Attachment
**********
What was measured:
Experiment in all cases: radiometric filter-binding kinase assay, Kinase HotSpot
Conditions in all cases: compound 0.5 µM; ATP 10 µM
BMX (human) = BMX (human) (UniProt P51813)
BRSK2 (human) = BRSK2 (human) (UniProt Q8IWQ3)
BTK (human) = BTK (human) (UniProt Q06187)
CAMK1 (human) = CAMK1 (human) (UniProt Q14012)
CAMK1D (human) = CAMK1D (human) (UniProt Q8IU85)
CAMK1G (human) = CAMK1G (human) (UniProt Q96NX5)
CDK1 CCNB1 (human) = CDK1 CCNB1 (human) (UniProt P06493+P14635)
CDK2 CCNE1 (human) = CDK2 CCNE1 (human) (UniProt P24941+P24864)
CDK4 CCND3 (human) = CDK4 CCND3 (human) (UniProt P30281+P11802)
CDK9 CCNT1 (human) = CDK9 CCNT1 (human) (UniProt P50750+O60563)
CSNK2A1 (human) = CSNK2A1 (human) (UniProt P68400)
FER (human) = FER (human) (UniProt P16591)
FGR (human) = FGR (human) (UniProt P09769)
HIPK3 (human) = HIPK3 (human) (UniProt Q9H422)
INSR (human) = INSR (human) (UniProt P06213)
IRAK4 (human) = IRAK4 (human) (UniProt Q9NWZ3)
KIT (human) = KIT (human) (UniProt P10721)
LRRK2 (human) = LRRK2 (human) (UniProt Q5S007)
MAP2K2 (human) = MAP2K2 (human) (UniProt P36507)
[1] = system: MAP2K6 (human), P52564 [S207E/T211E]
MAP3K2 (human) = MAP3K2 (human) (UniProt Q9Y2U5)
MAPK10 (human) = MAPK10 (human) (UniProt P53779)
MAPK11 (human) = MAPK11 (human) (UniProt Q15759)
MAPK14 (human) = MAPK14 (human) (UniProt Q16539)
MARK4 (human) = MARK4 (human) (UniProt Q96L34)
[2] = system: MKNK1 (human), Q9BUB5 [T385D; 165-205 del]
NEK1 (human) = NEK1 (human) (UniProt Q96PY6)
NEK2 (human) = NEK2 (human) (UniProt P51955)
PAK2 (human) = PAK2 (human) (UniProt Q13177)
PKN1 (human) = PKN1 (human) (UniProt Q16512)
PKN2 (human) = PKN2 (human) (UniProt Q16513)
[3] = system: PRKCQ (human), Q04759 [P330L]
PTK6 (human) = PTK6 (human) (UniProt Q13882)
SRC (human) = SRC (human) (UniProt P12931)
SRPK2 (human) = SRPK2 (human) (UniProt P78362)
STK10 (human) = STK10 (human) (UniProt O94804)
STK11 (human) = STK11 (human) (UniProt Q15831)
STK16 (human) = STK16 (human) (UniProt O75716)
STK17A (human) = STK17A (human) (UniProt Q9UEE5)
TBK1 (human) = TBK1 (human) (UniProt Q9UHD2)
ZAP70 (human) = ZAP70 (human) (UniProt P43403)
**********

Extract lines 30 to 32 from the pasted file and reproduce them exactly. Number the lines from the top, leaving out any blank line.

NEK1 (human) = NEK1 (human) (UniProt Q96PY6)
NEK2 (human) = NEK2 (human) (UniProt P51955)
PAK2 (human) = PAK2 (human) (UniProt Q13177)